Field Journal: Puurijarvi-Isosuo National Park

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This summer when I was in Finland, I had the opportunity to do some solo exploring from Helsinki so I planned out a four day trip that would take me to as many of...
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Field Journal: Syöte National Park

Located on the divide between the Finnish Lakeland and the Lapland lies Syöte National Park. The name ‘Syöte’ comes from the ancient Sami language, meaning ‘blessed’, and the indigenous Sami people have used the land for thousands of years. Traces of ancient Sami use can still be found in the park, but there are many other traces of land use from more recent times.

In the 1500’s, people began settling in the area, bringing their slash-and-burn tradition with them. They began clearing the land of trees to use as agriculture, often times accidentally setting forests…

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Field Journal: Dragons of Finland

I admit, Finland may not be the most popular country to visit for dragonflies. Most people head to warmer locations like Costa Rica which has 270 species or Australia which has 320 species. Finland meanwhile, has a mere 62 species of dragonflies and damselflies. Although I didn’t expect to see many, if any, dragonflies last time I visited Finland, I was treated to an abundance of dragons and even a swarm over a boulder lined pond. Finding a lot of dragonflies in Finland, especially north in the Lapland, was surprising, but perhaps it should not have been.

Yes Finland is cold, with a long dark winter and short summer. But this country has something special that makes it well worth the short breeding season for dragonflies: many lakes and mires. After forests, mires cover the most amount of Finland, although less…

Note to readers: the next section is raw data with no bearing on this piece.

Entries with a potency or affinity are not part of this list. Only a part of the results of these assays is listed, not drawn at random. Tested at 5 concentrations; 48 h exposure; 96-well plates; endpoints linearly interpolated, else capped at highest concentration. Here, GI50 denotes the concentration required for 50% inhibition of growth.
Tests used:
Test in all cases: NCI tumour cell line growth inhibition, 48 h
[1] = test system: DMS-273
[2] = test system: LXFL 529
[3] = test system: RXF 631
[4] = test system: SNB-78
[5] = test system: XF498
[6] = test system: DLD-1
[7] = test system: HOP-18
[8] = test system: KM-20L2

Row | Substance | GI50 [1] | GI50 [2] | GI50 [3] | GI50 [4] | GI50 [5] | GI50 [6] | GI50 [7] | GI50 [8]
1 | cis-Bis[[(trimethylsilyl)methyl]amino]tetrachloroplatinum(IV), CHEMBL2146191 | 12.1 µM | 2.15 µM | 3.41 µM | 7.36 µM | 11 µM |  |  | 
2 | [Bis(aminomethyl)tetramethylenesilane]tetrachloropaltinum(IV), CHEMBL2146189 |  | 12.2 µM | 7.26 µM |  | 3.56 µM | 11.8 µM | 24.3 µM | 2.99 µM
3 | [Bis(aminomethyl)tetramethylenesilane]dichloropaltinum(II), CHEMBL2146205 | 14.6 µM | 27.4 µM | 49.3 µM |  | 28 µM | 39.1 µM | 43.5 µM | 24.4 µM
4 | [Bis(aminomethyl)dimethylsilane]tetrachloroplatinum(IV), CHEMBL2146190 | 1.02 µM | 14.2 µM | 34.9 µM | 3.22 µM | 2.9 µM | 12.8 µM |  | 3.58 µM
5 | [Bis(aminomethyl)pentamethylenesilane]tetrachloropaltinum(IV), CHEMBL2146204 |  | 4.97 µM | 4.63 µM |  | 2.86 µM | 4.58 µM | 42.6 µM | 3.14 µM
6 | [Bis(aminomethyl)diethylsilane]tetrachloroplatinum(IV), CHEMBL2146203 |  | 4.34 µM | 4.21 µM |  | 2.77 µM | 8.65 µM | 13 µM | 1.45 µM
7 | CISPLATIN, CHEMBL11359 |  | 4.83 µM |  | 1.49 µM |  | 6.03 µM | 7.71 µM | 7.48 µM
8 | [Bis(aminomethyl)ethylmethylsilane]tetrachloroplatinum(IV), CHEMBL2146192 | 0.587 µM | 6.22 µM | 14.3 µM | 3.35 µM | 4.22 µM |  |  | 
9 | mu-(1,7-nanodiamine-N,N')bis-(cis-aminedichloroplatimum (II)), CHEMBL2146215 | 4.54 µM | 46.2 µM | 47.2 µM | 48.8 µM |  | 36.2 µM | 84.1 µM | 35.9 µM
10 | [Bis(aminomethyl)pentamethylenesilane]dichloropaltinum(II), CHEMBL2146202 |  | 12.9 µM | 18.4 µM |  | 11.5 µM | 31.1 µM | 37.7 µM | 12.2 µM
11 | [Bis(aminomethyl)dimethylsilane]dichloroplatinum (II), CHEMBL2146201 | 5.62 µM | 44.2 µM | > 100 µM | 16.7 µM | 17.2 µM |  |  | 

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Field Journal: A New Nudibranch

This time of the year, I check my tide app almost as much as my weather app. Low tide in Seattle means the chance to find marine life that is harder to spot when the waves are higher up on our beaches. My standard go-to beach to explore during these low tides is Alki Beach, but yesterday I went somewhere different to look for nudibranchs and whatever else I might find.

In a little known park, under the dock where a ferry arrives and departs many times a day, live bright colored Orange Sea Pens. These large animals consist of a colony of small polyps and resemble, as the name implies, a feather quill. They wave back and forth in the tide, which becomes rough during the arrival and departure of the large…

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Field Journal: Slime Mold Diversity + Dragonflies

There is one constant about being a naturalist, it is always surprising. A couple of weeks ago I went to the beach for low tide and was surprised when I found no sign of the shaggy mouse nudibranch, or their eggs, which I commonly find this time of the year under rocks. On the other hand, I went looking for slime molds this weekend, not expecting to find many because of the long, dry spring, and yet I found them everywhere.

I have not had good luck taking photos of slime molds before because they are usually found in the forest, which are quite dark here. Compounding the challenge of photographing something small, in a dark landscape, my lens is long and filters out even more precious light. But I prefer to travel light and so I don’t carry a flash system, tripod…

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Field Journal: Caddisfly Swarms

There are downsides and upsides to walking the same route with great frequency. Sometimes it can become tedious and feel repetitive, but then there are the times when I get to see things that only happen for a brief time. Yesterday I got to witness something I’d never seen along my walk before, a mass of caddisflies.

I noticed them almost immediately, swarms of small, black insects dancing right on the shoreline over the water. At first I didn’t know what they were, so I went down to the beach and watched them flying around. They were close enough I could reach out and grab them. When I did I found an insect with very long antennae and slender black wings that extended past the abdomen. The eyes were set on the sides of the head, similar to damselflies and they had a…

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